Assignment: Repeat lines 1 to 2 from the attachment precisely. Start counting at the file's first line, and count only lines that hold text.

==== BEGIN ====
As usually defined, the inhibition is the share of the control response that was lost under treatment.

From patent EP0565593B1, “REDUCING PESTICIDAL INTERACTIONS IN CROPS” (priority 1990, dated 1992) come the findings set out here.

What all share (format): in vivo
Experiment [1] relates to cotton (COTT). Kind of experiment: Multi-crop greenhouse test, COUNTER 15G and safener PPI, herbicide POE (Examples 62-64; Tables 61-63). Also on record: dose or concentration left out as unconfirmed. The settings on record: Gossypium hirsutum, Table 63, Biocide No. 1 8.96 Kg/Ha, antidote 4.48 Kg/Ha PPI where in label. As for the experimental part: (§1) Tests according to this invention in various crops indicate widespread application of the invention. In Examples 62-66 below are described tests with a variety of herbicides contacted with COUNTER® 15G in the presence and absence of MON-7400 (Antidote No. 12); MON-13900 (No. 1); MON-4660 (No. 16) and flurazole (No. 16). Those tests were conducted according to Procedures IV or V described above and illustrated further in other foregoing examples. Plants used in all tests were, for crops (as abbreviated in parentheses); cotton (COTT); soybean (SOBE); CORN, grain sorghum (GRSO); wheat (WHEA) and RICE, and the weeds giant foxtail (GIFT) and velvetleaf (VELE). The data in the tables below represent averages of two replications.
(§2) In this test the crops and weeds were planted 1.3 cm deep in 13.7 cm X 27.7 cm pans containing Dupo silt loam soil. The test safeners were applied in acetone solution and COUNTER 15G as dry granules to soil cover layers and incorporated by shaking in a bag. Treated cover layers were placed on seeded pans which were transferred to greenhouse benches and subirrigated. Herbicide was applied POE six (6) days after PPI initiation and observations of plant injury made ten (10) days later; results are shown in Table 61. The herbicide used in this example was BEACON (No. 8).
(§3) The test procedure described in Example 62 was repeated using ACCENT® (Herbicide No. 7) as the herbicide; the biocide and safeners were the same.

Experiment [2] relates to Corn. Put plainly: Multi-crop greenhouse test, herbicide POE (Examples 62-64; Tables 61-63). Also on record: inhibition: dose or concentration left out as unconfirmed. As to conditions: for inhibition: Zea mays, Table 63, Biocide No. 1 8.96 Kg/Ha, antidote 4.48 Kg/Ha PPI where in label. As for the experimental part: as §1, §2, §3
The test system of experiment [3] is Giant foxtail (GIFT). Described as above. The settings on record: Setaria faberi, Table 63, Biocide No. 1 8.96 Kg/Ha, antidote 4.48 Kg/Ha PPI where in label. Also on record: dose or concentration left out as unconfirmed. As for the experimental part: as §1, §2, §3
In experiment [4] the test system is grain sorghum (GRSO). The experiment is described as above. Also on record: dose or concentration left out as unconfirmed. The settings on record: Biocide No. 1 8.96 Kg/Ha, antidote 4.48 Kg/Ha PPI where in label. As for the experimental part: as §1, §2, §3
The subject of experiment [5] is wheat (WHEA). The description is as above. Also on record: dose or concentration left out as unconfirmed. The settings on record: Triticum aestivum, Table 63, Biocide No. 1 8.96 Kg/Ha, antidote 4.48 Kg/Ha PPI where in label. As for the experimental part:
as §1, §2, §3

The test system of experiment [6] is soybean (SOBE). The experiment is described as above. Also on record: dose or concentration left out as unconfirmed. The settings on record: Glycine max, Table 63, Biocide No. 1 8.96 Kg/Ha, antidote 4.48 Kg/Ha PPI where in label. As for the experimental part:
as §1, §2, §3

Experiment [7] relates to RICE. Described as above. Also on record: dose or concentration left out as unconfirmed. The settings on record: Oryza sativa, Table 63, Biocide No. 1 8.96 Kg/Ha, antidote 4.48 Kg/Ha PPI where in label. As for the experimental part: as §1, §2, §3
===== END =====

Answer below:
As usually defined, the inhibition is the share of the control response that was lost under treatment.

From patent EP0565593B1, “REDUCING PESTICIDAL INTERACTIONS IN CROPS” (priority 1990, dated 1992) come the findings set out here.